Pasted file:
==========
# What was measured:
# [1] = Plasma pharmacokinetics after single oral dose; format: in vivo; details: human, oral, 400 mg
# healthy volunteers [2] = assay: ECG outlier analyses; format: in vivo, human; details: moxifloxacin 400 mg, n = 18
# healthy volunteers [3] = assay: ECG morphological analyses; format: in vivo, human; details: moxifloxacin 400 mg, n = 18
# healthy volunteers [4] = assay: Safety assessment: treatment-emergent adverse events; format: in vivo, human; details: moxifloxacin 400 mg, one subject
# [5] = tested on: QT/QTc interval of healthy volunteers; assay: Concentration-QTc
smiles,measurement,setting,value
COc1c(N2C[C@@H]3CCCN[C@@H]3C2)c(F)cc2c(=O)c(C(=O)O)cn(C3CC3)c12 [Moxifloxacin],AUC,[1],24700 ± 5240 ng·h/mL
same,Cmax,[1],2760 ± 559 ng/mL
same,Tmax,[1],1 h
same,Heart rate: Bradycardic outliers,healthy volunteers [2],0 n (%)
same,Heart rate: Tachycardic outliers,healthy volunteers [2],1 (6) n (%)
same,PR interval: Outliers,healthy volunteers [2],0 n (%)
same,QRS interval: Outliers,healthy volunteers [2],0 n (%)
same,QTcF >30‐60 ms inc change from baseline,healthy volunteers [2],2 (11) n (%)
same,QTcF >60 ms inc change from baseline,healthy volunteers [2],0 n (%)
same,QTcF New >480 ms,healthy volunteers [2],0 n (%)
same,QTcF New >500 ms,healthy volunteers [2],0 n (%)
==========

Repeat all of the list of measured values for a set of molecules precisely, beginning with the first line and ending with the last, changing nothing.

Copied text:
# What was measured:
# [1] = Plasma pharmacokinetics after single oral dose; format: in vivo; details: human, oral, 400 mg
# healthy volunteers [2] = assay: ECG outlier analyses; format: in vivo, human; details: moxifloxacin 400 mg, n = 18
# healthy volunteers [3] = assay: ECG morphological analyses; format: in vivo, human; details: moxifloxacin 400 mg, n = 18
# healthy volunteers [4] = assay: Safety assessment: treatment-emergent adverse events; format: in vivo, human; details: moxifloxacin 400 mg, one subject
# [5] = tested on: QT/QTc interval of healthy volunteers; assay: Concentration-QTc
smiles,measurement,setting,value
COc1c(N2C[C@@H]3CCCN[C@@H]3C2)c(F)cc2c(=O)c(C(=O)O)cn(C3CC3)c12 [Moxifloxacin],AUC,[1],24700 ± 5240 ng·h/mL
same,Cmax,[1],2760 ± 559 ng/mL
same,Tmax,[1],1 h
same,Heart rate: Bradycardic outliers,healthy volunteers [2],0 n (%)
same,Heart rate: Tachycardic outliers,healthy volunteers [2],1 (6) n (%)
same,PR interval: Outliers,healthy volunteers [2],0 n (%)
same,QRS interval: Outliers,healthy volunteers [2],0 n (%)
same,QTcF >30‐60 ms inc change from baseline,healthy volunteers [2],2 (11) n (%)
same,QTcF >60 ms inc change from baseline,healthy volunteers [2],0 n (%)
same,QTcF New >480 ms,healthy volunteers [2],0 n (%)
same,QTcF New >500 ms,healthy volunteers [2],0 n (%)